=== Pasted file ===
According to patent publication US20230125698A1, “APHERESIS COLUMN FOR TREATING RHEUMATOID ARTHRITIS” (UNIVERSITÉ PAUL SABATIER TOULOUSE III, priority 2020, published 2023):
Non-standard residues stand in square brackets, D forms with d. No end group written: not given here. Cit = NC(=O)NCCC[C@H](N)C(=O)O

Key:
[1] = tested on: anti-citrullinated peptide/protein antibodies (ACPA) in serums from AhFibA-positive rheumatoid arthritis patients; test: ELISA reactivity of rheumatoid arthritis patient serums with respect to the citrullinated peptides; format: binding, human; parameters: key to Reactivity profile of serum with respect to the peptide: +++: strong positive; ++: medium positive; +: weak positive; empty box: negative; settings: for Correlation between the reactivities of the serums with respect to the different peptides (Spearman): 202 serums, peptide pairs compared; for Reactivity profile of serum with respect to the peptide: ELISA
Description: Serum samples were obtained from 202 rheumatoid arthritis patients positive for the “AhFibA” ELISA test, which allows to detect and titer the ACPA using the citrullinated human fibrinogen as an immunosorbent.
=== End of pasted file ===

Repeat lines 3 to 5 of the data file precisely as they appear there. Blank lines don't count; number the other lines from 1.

Key:
[1] = tested on: anti-citrullinated peptide/protein antibodies (ACPA) in serums from AhFibA-positive rheumatoid arthritis patients; test: ELISA reactivity of rheumatoid arthritis patient serums with respect to the citrullinated peptides; format: binding, human; parameters: key to Reactivity profile of serum with respect to the peptide: +++: strong positive; ++: medium positive; +: weak positive; empty box: negative; settings: for Correlation between the reactivities of the serums with respect to the different peptides (Spearman): 202 serums, peptide pairs compared; for Reactivity profile of serum with respect to the peptide: ELISA
Description: Serum samples were obtained from 202 rheumatoid arthritis patients positive for the “AhFibA” ELISA test, which allows to detect and titer the ACPA using the citrullinated human fibrinogen as an immunosorbent.